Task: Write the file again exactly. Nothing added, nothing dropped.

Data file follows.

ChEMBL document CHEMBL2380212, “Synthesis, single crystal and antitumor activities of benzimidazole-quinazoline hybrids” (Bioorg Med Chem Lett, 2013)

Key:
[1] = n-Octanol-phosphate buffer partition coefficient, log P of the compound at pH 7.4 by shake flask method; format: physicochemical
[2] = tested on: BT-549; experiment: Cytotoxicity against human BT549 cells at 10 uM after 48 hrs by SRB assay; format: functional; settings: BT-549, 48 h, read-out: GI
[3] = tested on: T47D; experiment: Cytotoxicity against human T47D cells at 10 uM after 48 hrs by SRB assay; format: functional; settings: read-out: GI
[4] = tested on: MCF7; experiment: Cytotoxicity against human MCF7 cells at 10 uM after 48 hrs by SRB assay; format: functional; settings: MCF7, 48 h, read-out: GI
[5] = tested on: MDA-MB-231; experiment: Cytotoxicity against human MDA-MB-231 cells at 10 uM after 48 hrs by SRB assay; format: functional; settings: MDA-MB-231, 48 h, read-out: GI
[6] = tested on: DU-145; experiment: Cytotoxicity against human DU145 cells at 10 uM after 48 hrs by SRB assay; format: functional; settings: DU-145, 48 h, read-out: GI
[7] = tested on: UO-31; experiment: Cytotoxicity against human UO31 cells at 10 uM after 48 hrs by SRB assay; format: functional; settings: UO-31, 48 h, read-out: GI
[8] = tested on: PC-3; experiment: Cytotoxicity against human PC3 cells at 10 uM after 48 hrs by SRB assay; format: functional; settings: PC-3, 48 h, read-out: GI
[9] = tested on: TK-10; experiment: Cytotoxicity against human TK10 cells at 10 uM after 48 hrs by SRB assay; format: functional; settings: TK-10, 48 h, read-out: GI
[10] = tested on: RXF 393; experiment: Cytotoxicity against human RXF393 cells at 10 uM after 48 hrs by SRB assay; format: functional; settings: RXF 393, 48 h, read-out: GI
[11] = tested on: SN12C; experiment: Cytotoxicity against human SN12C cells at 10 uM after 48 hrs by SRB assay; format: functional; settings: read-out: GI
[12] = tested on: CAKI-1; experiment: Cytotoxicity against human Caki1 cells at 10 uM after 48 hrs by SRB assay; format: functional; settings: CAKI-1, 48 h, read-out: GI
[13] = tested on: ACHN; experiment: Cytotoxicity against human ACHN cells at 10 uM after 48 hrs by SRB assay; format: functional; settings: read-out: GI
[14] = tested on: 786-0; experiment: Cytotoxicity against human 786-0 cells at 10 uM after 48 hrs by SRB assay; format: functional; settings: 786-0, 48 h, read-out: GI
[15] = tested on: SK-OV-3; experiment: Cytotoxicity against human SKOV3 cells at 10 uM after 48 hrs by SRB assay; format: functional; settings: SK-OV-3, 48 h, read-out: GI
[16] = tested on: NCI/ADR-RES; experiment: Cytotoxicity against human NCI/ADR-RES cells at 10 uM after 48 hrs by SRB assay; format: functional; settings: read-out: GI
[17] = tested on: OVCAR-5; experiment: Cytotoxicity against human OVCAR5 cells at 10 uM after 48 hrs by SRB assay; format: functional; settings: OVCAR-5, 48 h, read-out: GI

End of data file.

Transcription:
ChEMBL document CHEMBL2380212, “Synthesis, single crystal and antitumor activities of benzimidazole-quinazoline hybrids” (Bioorg Med Chem Lett, 2013)

Key:
[1] = n-Octanol-phosphate buffer partition coefficient, log P of the compound at pH 7.4 by shake flask method; format: physicochemical
[2] = tested on: BT-549; experiment: Cytotoxicity against human BT549 cells at 10 uM after 48 hrs by SRB assay; format: functional; settings: BT-549, 48 h, read-out: GI
[3] = tested on: T47D; experiment: Cytotoxicity against human T47D cells at 10 uM after 48 hrs by SRB assay; format: functional; settings: read-out: GI
[4] = tested on: MCF7; experiment: Cytotoxicity against human MCF7 cells at 10 uM after 48 hrs by SRB assay; format: functional; settings: MCF7, 48 h, read-out: GI
[5] = tested on: MDA-MB-231; experiment: Cytotoxicity against human MDA-MB-231 cells at 10 uM after 48 hrs by SRB assay; format: functional; settings: MDA-MB-231, 48 h, read-out: GI
[6] = tested on: DU-145; experiment: Cytotoxicity against human DU145 cells at 10 uM after 48 hrs by SRB assay; format: functional; settings: DU-145, 48 h, read-out: GI
[7] = tested on: UO-31; experiment: Cytotoxicity against human UO31 cells at 10 uM after 48 hrs by SRB assay; format: functional; settings: UO-31, 48 h, read-out: GI
[8] = tested on: PC-3; experiment: Cytotoxicity against human PC3 cells at 10 uM after 48 hrs by SRB assay; format: functional; settings: PC-3, 48 h, read-out: GI
[9] = tested on: TK-10; experiment: Cytotoxicity against human TK10 cells at 10 uM after 48 hrs by SRB assay; format: functional; settings: TK-10, 48 h, read-out: GI
[10] = tested on: RXF 393; experiment: Cytotoxicity against human RXF393 cells at 10 uM after 48 hrs by SRB assay; format: functional; settings: RXF 393, 48 h, read-out: GI
[11] = tested on: SN12C; experiment: Cytotoxicity against human SN12C cells at 10 uM after 48 hrs by SRB assay; format: functional; settings: read-out: GI
[12] = tested on: CAKI-1; experiment: Cytotoxicity against human Caki1 cells at 10 uM after 48 hrs by SRB assay; format: functional; settings: CAKI-1, 48 h, read-out: GI
[13] = tested on: ACHN; experiment: Cytotoxicity against human ACHN cells at 10 uM after 48 hrs by SRB assay; format: functional; settings: read-out: GI
[14] = tested on: 786-0; experiment: Cytotoxicity against human 786-0 cells at 10 uM after 48 hrs by SRB assay; format: functional; settings: 786-0, 48 h, read-out: GI
[15] = tested on: SK-OV-3; experiment: Cytotoxicity against human SKOV3 cells at 10 uM after 48 hrs by SRB assay; format: functional; settings: SK-OV-3, 48 h, read-out: GI
[16] = tested on: NCI/ADR-RES; experiment: Cytotoxicity against human NCI/ADR-RES cells at 10 uM after 48 hrs by SRB assay; format: functional; settings: read-out: GI
[17] = tested on: OVCAR-5; experiment: Cytotoxicity against human OVCAR5 cells at 10 uM after 48 hrs by SRB assay; format: functional; settings: OVCAR-5, 48 h, read-out: GI